Then, the Women of Aviation Worldwide Week wrote about my ambitions since my classroom is decorating in nothing but aviation parts and posters. You can found the article on their site.

 In our town, the Fort Steuben Bridge was demolished, my school allowed me to take one students to film and photograph this awesome event with my flight instructor. The photo made the local section of our newspaper. My student, she was so excited and her family could not believe an opportunity since her dream is to become a military photographer. 

 This February, I started Ground School at my favorite airport, 2G2. They have Cessna 172 to finish my flying. The cost is doubtfully expensive. Yet, my husband hosted a surprise birthday party where my parents and in-laws as a gift gave me one hour of flight time. My husband said, go capture your dream and fly again. This scholarship would greatly benefit my flight time and instruction with the Cessna 172. I only desire to be the best pilot in the sky. 

Thank you for this opportunity to submit for your scholarship.

Natalie must submit at least one picture and an associated journal entry on May 31st and on June 30th to the Girls With Wings blog to share with others her training, as well as email a final essay with picture(s) by July 31st of the same year, summarizing how the scholarship helped her, what she learned and her intent to continue her work as a role model and volunteer for the Girls With Wings, Inc., organization.

Stay tuned to read about our other scholarship winner AND DON'T FORGET we have a Summer Scholarship Program, too. Applications will be accepted until June 30th.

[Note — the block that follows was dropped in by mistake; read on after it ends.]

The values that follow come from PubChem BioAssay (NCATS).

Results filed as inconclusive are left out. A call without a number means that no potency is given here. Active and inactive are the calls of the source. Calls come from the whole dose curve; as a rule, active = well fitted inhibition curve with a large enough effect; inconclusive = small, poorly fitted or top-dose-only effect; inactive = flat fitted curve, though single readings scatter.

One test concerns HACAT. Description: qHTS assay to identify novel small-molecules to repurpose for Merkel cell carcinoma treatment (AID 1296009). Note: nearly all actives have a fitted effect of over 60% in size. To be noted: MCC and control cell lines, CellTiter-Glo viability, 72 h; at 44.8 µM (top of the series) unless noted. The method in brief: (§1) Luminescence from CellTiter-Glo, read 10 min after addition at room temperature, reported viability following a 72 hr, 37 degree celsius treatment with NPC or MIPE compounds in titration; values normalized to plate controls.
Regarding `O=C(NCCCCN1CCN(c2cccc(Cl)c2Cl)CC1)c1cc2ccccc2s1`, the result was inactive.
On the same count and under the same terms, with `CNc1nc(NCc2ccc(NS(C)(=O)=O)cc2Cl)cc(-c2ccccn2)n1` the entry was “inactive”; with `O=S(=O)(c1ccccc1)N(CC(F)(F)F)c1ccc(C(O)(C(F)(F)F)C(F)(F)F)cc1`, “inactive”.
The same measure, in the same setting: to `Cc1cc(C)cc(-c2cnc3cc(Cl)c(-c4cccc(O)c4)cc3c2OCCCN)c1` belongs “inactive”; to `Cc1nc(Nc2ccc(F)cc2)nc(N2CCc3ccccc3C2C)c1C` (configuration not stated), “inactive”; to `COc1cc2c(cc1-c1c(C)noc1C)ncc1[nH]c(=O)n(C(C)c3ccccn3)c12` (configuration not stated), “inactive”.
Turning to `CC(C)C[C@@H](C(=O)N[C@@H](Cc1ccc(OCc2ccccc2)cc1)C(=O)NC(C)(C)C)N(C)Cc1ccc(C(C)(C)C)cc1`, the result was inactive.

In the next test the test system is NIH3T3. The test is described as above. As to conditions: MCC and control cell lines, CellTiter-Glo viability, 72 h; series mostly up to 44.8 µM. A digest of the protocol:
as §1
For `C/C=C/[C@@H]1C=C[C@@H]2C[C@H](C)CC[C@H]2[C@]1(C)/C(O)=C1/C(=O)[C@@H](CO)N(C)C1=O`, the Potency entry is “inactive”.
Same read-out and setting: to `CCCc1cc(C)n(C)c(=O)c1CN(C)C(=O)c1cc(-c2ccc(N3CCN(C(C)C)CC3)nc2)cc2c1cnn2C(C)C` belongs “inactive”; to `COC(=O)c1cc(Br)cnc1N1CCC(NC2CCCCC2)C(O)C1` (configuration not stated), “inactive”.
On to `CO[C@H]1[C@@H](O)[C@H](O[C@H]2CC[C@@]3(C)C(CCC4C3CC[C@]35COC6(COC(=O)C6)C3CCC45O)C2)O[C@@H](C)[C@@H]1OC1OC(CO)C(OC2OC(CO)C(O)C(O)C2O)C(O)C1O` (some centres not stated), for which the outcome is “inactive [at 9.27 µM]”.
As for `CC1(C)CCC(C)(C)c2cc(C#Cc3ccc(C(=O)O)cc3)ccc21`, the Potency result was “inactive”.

Sunday, May 13, 2012

Meet Gabby, another 2012 GWW Scholarship Winner!

Girls With Wings would like to introduce you to another 2012 Spring Scholarship Winner.

Gabby is the recipient of our Dreams Take Flight Award which helps defray the cost of flight training lessons in pursuit of a private pilot certificate. This scholarship is designed to introduce the world of aviation to someone that always dreamed of a career in aviation but has not yet had the opportunity to make her dream take flight. The intent of this award is to offer encouragement and guidance toward the achievement of her goal, whether it is as a pilot or in another aviation field.

According to the application guidelines, the essay must clearly delineate the applicant’s plan for pursuing a private pilot’s certificate as well as reasons and vision for becoming a role model for the Girls With Wings organization. The essay should also describe the motivation and inspiration for involvement in aviation. Any achievements and participation in other organizations and related events should be discussed in the essay. Financial need and how the scholarship would improve your ability to obtain a private pilot’s certificate should be covered in the essay. Gabby's application essay follows.

In my earliest dreams I have always taken flight and looked to the sky. My father has always been my main inspiration toward making my dreams a reality. He has always loved aviation and as a child my siblings and I would join him in watching television documentaries about flight and aviation. Sci-fi was also big in our house. Star Trek, Star Wars, Battle Star Galactica or any show that had a spaceship, plane or rocket we watched it! As we got older he would take us to the local airshows to see the different planes and helicopters. Dad has always been a hard worker in many technical fields as a mechanic, machinist and later a Quality Engineer. Eventually, he was able to find work at Pratt & Whiney and later at Cessna. He loved working with engine parts, propellers and aircraft. This only fueled his love and mine for aviation. He felt that he could then take advantage of his company program and earn his pilots license. Unfortunately, he was diagnosed with a rare chronic cancer and eventually had to leave work without becoming a pilot. However, my father never let my dreams die. He encouraged me to keep pursuing my goal of becoming a pilot and working in aviation or aerospace.